For much more information about how amateur radio assisted with communications during and after hurricane Katrina read the TRO Signal at this link.

The ECOM Response to the emergency at Camp Gruber is QRT

At 1500L 9/10/05 Amateur Radio concluded our operations at Camp Gruber.  Amateurs responded and volunteered hundreds of hours of time, to help fill this vital communication need. We were the communications backbone between responding agencies, we also passed TONS of traffic, ranging from, water & food request, supplies, bedding, and in fact Amateur Radio was the 911 system on Camp Gruber for many days.

More phone systems have been added to the camp and Amateur Radio assisted in finding ways for OHP, EMS and Base Security to communicate together. The communication emergency is over on the Camp.

At the 1800L briefing today when OEM announced that Amateur Radio was QRT, many thanks were passed on by all the served agencies. OEM, OHP, Red Cross, National Guard and more. All were very impressed with the professionalism and the "can do" spirit exhibited by Oklahoma Amateurs.

I personally want to thank each and every person (amateur and non-amateur alike) that responded to this communication emergency. I can not express enough how privileged I was to help organize and plan this Amateur Radio response to a communication emergency. I am thankful to each and every person that worked long hours to make this a successful operation.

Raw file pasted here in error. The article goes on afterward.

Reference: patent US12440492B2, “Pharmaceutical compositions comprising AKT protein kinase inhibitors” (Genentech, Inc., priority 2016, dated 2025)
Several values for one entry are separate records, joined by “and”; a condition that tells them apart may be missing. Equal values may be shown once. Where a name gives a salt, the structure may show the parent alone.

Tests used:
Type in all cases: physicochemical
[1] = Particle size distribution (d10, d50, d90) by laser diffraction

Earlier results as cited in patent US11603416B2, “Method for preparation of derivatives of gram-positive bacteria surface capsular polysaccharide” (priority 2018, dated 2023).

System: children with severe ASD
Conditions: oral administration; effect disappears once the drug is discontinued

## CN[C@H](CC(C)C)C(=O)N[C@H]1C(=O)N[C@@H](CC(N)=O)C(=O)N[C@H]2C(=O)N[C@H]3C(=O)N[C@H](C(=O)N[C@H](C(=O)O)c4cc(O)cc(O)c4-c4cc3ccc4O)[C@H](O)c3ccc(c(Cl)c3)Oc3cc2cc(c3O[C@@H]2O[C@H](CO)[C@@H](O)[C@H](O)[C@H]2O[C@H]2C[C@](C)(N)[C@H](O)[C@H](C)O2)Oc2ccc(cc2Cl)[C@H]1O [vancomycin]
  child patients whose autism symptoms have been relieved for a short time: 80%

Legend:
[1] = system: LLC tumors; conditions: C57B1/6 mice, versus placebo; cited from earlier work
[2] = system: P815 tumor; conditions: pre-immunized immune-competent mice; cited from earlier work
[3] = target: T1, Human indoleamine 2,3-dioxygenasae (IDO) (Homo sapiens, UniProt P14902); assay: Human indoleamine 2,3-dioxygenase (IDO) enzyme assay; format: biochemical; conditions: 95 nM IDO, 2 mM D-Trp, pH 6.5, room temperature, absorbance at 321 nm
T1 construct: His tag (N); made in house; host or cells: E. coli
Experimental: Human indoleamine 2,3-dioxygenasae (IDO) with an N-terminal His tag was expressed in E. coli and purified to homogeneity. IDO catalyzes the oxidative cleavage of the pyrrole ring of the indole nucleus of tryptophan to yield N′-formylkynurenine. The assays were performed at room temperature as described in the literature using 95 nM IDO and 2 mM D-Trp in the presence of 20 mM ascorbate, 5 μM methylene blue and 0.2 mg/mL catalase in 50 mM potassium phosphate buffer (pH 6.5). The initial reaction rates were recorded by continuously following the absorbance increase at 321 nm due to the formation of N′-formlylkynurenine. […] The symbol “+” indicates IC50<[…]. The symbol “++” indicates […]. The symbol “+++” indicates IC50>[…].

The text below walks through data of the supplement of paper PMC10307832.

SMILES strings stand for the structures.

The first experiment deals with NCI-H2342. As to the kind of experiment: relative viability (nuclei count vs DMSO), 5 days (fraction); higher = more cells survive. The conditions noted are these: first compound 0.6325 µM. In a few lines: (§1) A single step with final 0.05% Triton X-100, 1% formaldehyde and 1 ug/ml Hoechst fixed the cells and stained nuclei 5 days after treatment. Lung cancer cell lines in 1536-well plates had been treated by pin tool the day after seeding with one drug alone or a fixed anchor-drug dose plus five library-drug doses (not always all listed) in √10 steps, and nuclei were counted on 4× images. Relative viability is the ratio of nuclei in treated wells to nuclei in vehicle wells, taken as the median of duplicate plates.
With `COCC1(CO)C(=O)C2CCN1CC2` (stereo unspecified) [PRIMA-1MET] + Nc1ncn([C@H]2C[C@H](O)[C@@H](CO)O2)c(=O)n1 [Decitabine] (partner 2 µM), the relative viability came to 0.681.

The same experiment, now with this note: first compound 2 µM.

From the initial request from Red Cross for radio amateurs to send emergency traffic info the area devastated by Hurricane Katrina. To when victims from the disaster were evacuated to Camp Gruber, 2500 walking wounded arrived. Oklahoma Amateurs responded. As of this afternoon, less than 1000 are there and soon will be heading to new homes. You may not have reached out and fed, clothed, provided medical attention, or even given a hug to one of these hurricane victims, but because Amateur Radio was communicating, you allowed the responders to help.

Thank you for your time and all your help!!

73 Mark Conklin N7XYO


Ben WB5VST, NIC 1, testing the constantly failing phone system.

Brian KD5NWJ working Net Control at "Shelter One" (Camp

Chuck KW5I at Red Cross operations "Intake" , struggles to
hear his radio over all the background noise in the busy center. Shortly after this, we purchased and handed out ear buds to each operator.

Ed K5CRQ NIC 2 and Mark N7XYO Command 1, review
daily assignments and communications needs on Camp Gruber.

Ed WG5F passing messages from inside the Oklahoma Highway Patrol mobile command post.

EMSA and other area ambulances are ready to respond.
FRED_KD5NBR - "Veteran Storm Spotter" Fred KD5NBR NIC 5 at the mic in "IC" (formerly Shelter One).

"Veteran Storm Spotter" Fred KD5NBR NIC 5 at the mic in "IC" (formerly Shelter One).

Notice the Amateur Radio Plate on the Macintosh County
EM's truck.

No shortage of antennas in this parking lot.

"IC" or Incident Command on 9/4/05

Portable mast system from Paul WB5MPU, made quick work of setting up at Camp Gruber. Notice the "Fold Up" J-POLE and push up mast provided by Robert KE5BGX, that went up in a snap.

No shortage of OHP units at Camp Gruber.

Incident Command EOC for Camp Gruber.

Busy Red Cross Operations center "Intake".

John KD5VSB logging traffic at net control in "IC". John was
in a soft cast and on crutches... that did not stop him from volunteering.

Marsha Gross responding with the Health Department took a moment out of her busy day at the "Triage" to tell Steve N5LPN how much they appreciated Amateur Radio being there to
help with communications.

Steve N5LPN small car - BIG Antenna :)

Oklahoma Highway Patrol Mobile Command Center - Amateur Radio Optional.

Sallie K5TUL, of Tulsa at "TMC" the medical clinic at Camp

Disaster Relief supplies are unloaded at the National Guard
warehouse on Camp Gruber.


Photos by Mark Conklin - N7XYO


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